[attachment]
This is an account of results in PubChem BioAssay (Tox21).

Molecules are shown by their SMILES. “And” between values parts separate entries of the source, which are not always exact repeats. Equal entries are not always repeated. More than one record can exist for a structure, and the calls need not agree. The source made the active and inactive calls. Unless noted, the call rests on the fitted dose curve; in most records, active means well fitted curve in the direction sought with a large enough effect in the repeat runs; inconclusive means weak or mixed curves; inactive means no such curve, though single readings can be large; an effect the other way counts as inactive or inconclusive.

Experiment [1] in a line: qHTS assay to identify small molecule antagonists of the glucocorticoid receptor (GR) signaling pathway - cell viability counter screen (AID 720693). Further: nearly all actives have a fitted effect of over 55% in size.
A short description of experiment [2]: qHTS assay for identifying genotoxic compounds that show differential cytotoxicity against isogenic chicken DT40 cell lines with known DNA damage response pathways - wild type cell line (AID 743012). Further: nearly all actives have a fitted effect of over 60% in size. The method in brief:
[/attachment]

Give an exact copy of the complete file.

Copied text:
This is an account of results in PubChem BioAssay (Tox21).

Molecules are shown by their SMILES. “And” between values parts separate entries of the source, which are not always exact repeats. Equal entries are not always repeated. More than one record can exist for a structure, and the calls need not agree. The source made the active and inactive calls. Unless noted, the call rests on the fitted dose curve; in most records, active means well fitted curve in the direction sought with a large enough effect in the repeat runs; inconclusive means weak or mixed curves; inactive means no such curve, though single readings can be large; an effect the other way counts as inactive or inconclusive.

Experiment [1] in a line: qHTS assay to identify small molecule antagonists of the glucocorticoid receptor (GR) signaling pathway - cell viability counter screen (AID 720693). Further: nearly all actives have a fitted effect of over 55% in size.
A short description of experiment [2]: qHTS assay for identifying genotoxic compounds that show differential cytotoxicity against isogenic chicken DT40 cell lines with known DNA damage response pathways - wild type cell line (AID 743012). Further: nearly all actives have a fitted effect of over 60% in size. The method in brief: